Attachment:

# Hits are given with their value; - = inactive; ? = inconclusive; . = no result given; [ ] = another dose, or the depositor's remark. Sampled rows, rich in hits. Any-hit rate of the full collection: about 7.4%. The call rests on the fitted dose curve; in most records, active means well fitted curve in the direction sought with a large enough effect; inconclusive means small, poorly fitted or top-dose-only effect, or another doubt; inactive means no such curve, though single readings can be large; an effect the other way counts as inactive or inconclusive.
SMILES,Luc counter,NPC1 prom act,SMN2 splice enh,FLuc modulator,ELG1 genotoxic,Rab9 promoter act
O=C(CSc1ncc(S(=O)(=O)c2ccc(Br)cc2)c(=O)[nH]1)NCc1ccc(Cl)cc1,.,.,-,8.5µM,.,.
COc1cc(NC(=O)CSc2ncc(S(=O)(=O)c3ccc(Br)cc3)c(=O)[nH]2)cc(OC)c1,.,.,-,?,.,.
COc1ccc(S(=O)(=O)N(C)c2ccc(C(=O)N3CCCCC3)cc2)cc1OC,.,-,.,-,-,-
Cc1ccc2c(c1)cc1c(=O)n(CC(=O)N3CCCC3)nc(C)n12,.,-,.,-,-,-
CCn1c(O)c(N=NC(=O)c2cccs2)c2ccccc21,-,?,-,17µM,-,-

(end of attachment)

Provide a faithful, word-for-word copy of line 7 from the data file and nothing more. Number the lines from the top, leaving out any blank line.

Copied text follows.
CCn1c(O)c(N=NC(=O)c2cccs2)c2ccccc21,-,?,-,17µM,-,-